Turning ID into Royalty

A lot of people (myself included) are throwing around the the words royalties, IP, and entrepreneuring on these business threads. I’m curious if any of us has had success making royalties, or successfully marketed their own product. (on a large scale, since we all think it is kind of a ‘holy grail’ in design, and the only ‘real’ way to build wealth). I’ve seen it done on a small scale, but haven’t seen anyone retire on their royalties yet.

If anyone does have success, could you tell us how you did it? Were there a lot of failures before your success? Any other insight to increasing the success rate?

Also, please share any insight on choosing which path to pursue (Royalties vs. entrepreneuring) for a specific product.

Thank you in advance for the responses!

Apparently not too many.


Well, we have tried royalties off and on for over a decade at our design consultancy, but it has been very hit and miss. Since so much of a product’s success relies on factors and decisions out of our control (distribution, sales, marketing, costing, product life, etc.), it is a big gamble. In total, the royalties have not covered the fees that we have given up in exchange.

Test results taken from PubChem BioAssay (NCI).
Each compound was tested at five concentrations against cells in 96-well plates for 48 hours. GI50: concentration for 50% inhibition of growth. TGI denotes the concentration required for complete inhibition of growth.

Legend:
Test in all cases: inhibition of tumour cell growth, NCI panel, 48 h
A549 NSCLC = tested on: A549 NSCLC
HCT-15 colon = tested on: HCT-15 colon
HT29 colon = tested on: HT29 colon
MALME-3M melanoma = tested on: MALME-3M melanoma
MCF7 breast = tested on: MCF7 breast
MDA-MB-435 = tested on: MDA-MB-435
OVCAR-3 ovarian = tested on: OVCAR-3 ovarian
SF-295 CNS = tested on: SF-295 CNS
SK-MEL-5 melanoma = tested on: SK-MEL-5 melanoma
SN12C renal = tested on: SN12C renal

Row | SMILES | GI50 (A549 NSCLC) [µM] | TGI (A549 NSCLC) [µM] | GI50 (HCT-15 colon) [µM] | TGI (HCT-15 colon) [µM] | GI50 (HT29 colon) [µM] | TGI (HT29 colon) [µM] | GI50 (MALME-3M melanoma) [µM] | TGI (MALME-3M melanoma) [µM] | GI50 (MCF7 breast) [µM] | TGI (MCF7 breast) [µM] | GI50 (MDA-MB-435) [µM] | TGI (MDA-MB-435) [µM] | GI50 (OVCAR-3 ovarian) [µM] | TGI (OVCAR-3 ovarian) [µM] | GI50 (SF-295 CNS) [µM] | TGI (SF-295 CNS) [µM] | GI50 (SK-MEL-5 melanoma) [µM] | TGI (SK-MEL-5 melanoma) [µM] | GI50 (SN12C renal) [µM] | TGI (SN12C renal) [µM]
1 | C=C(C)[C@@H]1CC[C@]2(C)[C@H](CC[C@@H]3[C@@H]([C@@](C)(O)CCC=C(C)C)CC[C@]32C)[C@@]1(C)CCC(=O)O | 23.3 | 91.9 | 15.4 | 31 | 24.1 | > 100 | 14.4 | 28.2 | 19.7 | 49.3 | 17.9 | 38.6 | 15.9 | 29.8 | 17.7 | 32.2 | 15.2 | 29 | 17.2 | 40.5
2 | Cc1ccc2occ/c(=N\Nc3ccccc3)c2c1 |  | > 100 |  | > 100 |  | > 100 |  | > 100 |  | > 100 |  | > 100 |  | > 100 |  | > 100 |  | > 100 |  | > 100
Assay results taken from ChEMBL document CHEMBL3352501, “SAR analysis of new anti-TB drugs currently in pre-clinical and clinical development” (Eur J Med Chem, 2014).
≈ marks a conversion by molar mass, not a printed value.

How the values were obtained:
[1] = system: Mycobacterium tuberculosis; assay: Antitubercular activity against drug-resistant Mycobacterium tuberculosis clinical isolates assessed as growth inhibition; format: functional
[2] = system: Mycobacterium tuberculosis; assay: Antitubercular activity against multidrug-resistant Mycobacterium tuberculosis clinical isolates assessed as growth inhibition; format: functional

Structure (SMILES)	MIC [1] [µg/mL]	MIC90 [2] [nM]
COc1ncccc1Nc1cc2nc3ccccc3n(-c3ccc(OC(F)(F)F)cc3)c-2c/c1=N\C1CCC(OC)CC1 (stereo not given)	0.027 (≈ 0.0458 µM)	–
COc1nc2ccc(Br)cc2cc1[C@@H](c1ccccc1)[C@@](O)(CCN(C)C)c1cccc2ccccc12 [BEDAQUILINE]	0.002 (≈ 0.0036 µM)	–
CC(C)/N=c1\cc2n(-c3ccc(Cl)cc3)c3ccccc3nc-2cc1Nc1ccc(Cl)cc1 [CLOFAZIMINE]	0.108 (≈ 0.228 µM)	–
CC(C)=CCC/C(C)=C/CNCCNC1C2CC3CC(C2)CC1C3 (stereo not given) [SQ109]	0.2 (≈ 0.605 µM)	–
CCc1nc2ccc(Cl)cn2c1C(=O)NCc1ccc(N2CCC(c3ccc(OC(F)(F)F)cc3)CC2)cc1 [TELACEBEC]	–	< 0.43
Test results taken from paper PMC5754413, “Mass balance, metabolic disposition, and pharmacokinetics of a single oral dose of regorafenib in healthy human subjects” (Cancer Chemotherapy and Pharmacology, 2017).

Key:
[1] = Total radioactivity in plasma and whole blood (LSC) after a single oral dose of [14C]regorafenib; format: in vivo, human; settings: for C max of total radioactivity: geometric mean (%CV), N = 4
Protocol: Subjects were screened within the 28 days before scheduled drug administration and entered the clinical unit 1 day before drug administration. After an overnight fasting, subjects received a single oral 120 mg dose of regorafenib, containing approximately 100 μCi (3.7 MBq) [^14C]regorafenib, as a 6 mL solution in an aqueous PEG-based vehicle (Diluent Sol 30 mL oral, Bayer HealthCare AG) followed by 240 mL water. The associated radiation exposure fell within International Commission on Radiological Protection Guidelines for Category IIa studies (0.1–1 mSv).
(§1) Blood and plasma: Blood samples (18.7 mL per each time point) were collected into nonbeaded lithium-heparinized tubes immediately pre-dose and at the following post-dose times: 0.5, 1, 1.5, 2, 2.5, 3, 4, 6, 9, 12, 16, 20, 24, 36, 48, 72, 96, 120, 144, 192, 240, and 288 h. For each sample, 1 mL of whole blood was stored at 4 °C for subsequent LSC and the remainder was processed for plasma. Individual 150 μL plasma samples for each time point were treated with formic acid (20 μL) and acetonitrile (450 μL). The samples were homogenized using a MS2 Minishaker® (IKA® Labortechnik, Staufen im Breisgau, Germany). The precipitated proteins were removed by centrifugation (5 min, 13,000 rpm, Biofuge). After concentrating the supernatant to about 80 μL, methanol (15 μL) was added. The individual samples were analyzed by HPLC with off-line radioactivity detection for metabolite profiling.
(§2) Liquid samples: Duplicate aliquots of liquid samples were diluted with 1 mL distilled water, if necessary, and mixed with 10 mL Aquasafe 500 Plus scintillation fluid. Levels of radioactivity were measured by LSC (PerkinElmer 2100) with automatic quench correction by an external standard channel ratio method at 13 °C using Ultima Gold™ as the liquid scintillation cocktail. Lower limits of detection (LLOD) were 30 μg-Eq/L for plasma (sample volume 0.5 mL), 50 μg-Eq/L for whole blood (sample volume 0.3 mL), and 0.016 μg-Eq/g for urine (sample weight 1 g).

The more willing the company is to give you royalties in exchange for fees, the higher the risk (often exponentially) that the royalties won’t cover the fees. :slight_smile: So in the last several years, we have focused on coordinating the manufacturing of components of the products that we design for our clients, so that we get a cut of the tooling and production costs. This has proven to be less risky and more profitable, and will soon make up a large percentage of revenue for the company. We are also focusing on rolling out our own products, since we have built up our expertise on the manufacturing side and established good contacts in various retail stores. We believe this will also be a significant source of revenue in the future.

Sounds like a very healthy perspective. I have heard figures re new product introductions that suggest that 9 out of ten fail in the first year and that 8 out of ten that make it past, fail in the second. Most of those are probably brand extensions in food and such, but it is very difficult to introduce a new product to the world. Also, it requires a great deal of focus and that time/attention needs to come from somewhere.